Alaska Airlines 737 Plane Blowout Under DOJ Criminal Investigation, Report Says

DOJ opens criminal investigation into the Alaska Airlines 737 plane blowout, report says

According to a report by the Wall Street Journal on Saturday, the Department of Justice (DOJ) has initiated a criminal investigation into the Boeing jetliner incident that resulted in a significant damage to an Alaska Airlines aircraft back in January.

Based on information from documents and individuals familiar with the situation, investigators have reached out to several passengers and crew members, including pilots and flight attendants, who were aboard the flight on January 5th when the incident occurred.

The Alaska Airlines-operated Boeing plane experienced the blowout merely seven minutes after departing from Portland, Oregon, compelling the pilots to execute an emergency landing.

This event heightened scrutiny on Boeing, particularly following a similar incident involving a Max 9 jet, where a panel meant to seal an extra emergency door detached. Fortunately, there were no severe injuries resulting from these incidents.

Alaska Airlines issued a statement affirming their cooperation with the DOJ investigation, stating, “In an event like this, it’s normal for the DOJ to be conducting an investigation. We are fully cooperating and do not believe we are a target of the investigation.” However, Boeing declined to comment, and the DOJ did not immediately respond to requests for comments.

Alaska Airlines 737 Plane Blowout Under DOJ Criminal Investigation, Report Says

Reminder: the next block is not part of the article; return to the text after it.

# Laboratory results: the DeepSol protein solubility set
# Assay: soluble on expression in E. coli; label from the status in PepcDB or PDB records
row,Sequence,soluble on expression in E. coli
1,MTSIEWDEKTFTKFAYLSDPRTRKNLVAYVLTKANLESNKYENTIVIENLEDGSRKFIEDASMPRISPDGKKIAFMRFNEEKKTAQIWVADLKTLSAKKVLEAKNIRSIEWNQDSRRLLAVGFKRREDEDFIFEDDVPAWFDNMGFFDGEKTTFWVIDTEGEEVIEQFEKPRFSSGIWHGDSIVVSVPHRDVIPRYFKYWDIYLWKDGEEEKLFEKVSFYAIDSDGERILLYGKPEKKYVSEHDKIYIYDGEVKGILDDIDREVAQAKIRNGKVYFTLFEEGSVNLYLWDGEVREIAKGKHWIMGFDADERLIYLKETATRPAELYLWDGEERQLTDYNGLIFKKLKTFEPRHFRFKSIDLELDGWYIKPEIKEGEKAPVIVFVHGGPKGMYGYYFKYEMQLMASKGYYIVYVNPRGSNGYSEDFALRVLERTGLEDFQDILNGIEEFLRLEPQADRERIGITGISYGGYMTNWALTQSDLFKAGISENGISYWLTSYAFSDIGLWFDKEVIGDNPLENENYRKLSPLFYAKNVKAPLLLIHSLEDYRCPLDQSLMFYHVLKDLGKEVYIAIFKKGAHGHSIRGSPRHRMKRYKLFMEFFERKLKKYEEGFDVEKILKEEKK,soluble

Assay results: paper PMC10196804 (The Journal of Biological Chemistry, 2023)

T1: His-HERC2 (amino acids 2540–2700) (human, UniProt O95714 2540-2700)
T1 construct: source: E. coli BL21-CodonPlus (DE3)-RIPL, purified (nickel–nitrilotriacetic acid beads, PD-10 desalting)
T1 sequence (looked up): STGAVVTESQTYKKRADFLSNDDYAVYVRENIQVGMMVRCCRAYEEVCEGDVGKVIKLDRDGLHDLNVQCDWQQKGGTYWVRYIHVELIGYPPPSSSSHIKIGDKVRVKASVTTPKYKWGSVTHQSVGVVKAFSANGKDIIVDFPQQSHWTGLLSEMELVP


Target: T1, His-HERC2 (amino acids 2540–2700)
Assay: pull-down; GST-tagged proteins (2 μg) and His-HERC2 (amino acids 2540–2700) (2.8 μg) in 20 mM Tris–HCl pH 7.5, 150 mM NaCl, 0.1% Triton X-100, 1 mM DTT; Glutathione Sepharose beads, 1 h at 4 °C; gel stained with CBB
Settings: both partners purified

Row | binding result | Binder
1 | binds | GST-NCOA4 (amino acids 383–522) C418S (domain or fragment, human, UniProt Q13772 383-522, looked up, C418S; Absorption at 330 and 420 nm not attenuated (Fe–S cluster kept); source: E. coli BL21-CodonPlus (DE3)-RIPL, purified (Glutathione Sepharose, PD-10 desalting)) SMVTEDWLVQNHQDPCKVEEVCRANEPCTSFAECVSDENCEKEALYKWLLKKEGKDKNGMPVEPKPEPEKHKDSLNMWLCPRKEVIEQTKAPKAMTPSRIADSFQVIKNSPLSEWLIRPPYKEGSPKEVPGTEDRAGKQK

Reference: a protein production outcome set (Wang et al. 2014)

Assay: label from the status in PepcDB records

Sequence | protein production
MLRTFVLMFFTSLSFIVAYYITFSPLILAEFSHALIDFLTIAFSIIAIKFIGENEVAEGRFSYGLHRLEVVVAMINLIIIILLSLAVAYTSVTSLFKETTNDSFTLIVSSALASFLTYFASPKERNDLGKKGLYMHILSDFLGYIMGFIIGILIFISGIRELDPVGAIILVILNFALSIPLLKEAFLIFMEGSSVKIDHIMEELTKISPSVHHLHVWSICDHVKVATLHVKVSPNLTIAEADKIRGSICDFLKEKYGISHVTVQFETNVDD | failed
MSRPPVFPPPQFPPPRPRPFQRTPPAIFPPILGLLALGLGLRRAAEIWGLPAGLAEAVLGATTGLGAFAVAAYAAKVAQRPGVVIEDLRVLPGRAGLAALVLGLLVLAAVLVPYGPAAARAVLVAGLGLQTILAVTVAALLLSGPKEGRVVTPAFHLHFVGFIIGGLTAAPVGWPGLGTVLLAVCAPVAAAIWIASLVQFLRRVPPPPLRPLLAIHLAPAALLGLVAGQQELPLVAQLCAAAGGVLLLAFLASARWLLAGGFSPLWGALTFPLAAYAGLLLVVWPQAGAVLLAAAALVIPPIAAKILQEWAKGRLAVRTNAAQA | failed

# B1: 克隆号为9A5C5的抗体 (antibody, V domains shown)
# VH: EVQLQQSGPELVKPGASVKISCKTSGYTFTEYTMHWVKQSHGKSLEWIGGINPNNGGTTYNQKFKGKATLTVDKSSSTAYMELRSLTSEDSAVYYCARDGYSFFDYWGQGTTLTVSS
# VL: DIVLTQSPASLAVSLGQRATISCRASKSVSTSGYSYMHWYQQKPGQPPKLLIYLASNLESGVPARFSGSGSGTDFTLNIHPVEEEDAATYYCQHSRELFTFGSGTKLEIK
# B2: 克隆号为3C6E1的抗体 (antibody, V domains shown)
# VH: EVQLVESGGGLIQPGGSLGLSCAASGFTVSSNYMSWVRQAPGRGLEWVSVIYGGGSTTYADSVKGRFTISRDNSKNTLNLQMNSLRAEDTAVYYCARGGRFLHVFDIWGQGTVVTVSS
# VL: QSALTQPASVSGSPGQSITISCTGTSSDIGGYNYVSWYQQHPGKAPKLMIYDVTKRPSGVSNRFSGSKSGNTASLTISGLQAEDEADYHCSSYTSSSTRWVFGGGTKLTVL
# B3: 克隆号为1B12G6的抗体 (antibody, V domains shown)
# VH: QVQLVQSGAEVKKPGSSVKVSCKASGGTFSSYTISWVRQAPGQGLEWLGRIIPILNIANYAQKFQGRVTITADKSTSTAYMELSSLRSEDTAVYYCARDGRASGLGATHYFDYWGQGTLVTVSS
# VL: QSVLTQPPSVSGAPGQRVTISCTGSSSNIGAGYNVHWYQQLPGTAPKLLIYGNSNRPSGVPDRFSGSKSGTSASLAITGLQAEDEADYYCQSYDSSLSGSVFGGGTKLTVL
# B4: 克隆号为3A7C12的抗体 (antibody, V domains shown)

Alaska Airlines 737 Plane Blowout Under DOJ Criminal Investigation, Report Says (Credits: Buffalo News)

The Wall Street Journal indicated that this investigation would contribute to the DOJ’s examination of whether Boeing adhered to a previous settlement reached following a federal inquiry into the safety of its 737 Max aircraft subsequent to the tragic crashes in 2018 and 2019.

In 2021, Boeing consented to a $2.5 billion settlement, encompassing a $244 million fine, resolving the investigation into the Lion Air and Ethiopian Airlines crashes. The company attributed the flaws in the flight-control system to two employees who misled regulators.

Boeing confessed in a letter to Congress that it couldn’t locate records pertaining to work done on the door panel of the Alaska Airlines plane. Ziad Ojakli, Boeing’s executive vice president and chief government lobbyist, wrote to Senator Maria Cantwell, stating, “We have looked extensively and have not found any such documentation.”

Boeing speculated that the records regarding the panel’s removal and reinstallation on the 737 MAX final assembly line in Renton, Washington, were possibly never generated, despite Boeing’s system mandating it.

This revelation follows a contentious Senate committee hearing where Boeing and the National Transportation Safety Board (NTSB) disputed over Boeing’s cooperation with investigators.

Jennifer Homendy, the chair of the safety board, testified that Boeing had repeatedly refused to disclose the identities of employees responsible for door panel work on Boeing 737s and failed to furnish documentation about a repair job that included removing and reinstalling the door panel.

Senator Cantwell demanded a response from Boeing within 48 hours. Shortly after the Senate hearing, Boeing claimed it had provided the NTSB with the names of all employees working on 737 doors and had previously shared some of them with investigators.

In a preliminary report, the NTSB revealed that four bolts crucial for securing the door plug were missing after the panel was removed for repairs last September.

The Federal Aviation Administration (FAA) has granted Boeing 90 days to address quality-control concerns identified by the agency and a panel comprising industry and government experts. Despite improvements made since the 2018 and 2019 crashes involving Max 8 jets, the panel identified issues in Boeing’s safety culture.

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